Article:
2016-07-04

## Functional Programming

### Map

map() receive two params, a function and a sequence. Each element in the sequence will be passed to the function and return the results as a new sequence. It’s more readable than iteration. You can also use list comprehension if you like, and it’s the prefered way in python.

# default function
name_len = map(len, ["Sam", "John", "Ned Stark"])
print name_len

[3, 4, 9]

# lambda function
squares = map(lambda x: x * x, range(9))
print squares

[0, 1, 4, 9, 16, 25, 36, 49, 64]

# self defined function
def toUpper(item):
return item.upper()

upper_name = map(toUpper, ["sam", "john", "ned stark"])
print upper_name

['SAM', 'JOHN', 'NED STARK']


### Reduce

reduce applay a function to a sequence [x1, x2, x3…], the function must take two params, reduce use the result returned by the function with the next element in the sequence. It looks like this:

reduce(f, [x1, x2, x3, x4]) = f(f(f(x1, x2), x3), x4)

# add
print reduce(lambda x, y: x+y, [1,2,3,4])

10

# multiply
print reduce(lambda x, y: x*y, [1, 2, 3,4])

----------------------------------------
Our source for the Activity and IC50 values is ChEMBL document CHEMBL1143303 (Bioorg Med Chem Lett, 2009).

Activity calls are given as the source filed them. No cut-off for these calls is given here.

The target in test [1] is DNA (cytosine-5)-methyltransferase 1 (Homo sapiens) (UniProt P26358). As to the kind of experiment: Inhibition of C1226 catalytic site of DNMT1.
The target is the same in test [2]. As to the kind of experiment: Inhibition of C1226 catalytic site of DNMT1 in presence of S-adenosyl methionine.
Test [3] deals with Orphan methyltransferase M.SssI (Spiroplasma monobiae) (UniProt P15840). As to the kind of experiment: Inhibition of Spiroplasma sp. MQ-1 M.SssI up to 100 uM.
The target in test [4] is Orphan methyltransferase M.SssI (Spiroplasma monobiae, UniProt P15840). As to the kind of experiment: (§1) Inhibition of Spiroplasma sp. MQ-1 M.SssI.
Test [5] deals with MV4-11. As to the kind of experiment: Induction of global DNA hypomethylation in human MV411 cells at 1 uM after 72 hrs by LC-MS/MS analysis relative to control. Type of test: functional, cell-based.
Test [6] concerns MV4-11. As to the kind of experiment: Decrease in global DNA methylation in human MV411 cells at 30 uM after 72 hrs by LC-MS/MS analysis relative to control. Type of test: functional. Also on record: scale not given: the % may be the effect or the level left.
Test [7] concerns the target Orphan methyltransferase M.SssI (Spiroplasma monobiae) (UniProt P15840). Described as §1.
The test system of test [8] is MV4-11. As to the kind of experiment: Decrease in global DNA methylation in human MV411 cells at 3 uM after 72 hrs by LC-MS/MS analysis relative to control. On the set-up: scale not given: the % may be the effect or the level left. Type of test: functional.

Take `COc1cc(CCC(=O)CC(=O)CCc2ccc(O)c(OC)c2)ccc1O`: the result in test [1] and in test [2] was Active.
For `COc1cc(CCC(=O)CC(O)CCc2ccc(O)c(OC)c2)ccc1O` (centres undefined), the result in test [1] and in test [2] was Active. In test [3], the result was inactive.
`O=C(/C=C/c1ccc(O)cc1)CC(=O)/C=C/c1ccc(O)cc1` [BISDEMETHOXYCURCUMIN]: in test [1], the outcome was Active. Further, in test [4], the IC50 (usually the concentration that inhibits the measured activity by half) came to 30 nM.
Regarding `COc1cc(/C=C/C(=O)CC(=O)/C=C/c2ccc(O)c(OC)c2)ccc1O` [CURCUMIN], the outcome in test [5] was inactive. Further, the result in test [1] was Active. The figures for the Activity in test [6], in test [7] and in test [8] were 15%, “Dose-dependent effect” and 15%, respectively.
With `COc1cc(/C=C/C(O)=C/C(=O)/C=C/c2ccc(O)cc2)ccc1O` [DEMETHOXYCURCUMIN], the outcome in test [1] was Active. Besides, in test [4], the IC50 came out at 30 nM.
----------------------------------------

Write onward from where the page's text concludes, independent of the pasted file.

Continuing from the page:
24

# convert sequence [1,2,3,4] to integer 1234
print reduce(lambda x,y: 10*x + y, [1,2,3,4])

1234


### Filter

filter acts just like a real filter. The first param passed to filter is a bool_func which return True or False for different element in the sequence, and only return those elements with True returned from bool_func.

Just like map(), filter() also receive a function and sequence. But different in that filter() only keeps those with True value returned.

# remove even number
def is_odd(n):
return n % 2 == 1

filter(is_odd, [1, 2, 4, 5, 6, 9, 10, 15])

[1, 5, 9, 15]


### All

When all elements in iterable object(like list) are True, return True. Just like and operation on all elements. Note that when iterable is empty, it also return True.

def all(iterable):
for element in iterable:
if not element:
return False
return True

all(['a', 'b', 'c'])  # list

True

all([0, 1, 2, 3])  # list，with one 0 element

False

all(('a', 'b', '', 'd'))  #tuple，with one empty element

False

all([]) # empty list

True


### Any

Where any of the iterable is True, return True; otherwise return False. When iterable is empty, return False.

def any(iterable):
for element in iterable:
if element:
return True
return False

any([0,1,2])

True

any([0, '', False])  # list,element with 0,'',false

False


### Sorted

Python’s built in function sorted() can sort a list:

sorted(iterable, cmp=None, key=None, reverse=False)

lst = [36, 5, -12, 9, -21]

sorted(lst)

[-21, -12, 5, 9, 36]


sorted() function also receive a key for sorting, like base on the absolute value of a number. You can think of that you pass the key to map() for transformation and use the results for sorting.

sorted keys => [5, 9, 12, 21, 36]
=============|==|==|===|===|
actual order====> [5, 9, -12, -21, 36]

sorted(lst,key=abs)

[5, 9, -12, -21, 36]

# ignore case

['about', 'bob', 'Credit', 'Zoo']

# reverse order

['Zoo', 'Credit', 'bob', 'about']